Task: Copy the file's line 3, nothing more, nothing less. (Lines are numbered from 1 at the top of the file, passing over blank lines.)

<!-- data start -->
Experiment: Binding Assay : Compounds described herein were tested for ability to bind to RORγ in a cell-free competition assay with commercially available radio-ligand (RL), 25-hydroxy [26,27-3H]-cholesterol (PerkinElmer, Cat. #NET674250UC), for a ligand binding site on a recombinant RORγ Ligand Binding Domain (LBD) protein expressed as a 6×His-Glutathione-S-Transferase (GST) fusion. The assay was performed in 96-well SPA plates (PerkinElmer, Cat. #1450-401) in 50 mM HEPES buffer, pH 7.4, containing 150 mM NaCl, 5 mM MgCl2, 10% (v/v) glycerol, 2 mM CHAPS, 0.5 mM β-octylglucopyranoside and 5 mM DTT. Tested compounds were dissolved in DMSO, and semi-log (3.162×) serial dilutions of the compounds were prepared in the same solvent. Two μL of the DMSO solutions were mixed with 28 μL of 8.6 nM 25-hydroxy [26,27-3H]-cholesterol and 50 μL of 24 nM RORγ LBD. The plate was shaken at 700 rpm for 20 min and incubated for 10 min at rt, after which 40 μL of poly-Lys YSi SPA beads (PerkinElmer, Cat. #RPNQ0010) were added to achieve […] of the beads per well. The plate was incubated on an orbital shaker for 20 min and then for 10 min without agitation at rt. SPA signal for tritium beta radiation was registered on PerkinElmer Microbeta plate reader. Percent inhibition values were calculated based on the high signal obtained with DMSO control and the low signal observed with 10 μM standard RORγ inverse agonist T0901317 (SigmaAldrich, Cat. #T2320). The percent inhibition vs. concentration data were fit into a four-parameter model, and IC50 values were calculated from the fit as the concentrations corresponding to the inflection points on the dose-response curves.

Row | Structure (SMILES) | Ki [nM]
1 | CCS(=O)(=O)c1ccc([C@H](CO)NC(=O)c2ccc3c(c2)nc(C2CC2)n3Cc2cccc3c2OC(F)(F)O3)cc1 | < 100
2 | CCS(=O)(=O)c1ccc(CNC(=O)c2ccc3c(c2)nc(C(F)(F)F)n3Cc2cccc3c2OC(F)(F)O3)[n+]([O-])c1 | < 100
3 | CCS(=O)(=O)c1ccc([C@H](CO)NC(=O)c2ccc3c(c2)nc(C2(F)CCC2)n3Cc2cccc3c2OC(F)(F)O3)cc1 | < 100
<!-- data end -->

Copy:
1 | CCS(=O)(=O)c1ccc([C@H](CO)NC(=O)c2ccc3c(c2)nc(C2CC2)n3Cc2cccc3c2OC(F)(F)O3)cc1 | < 100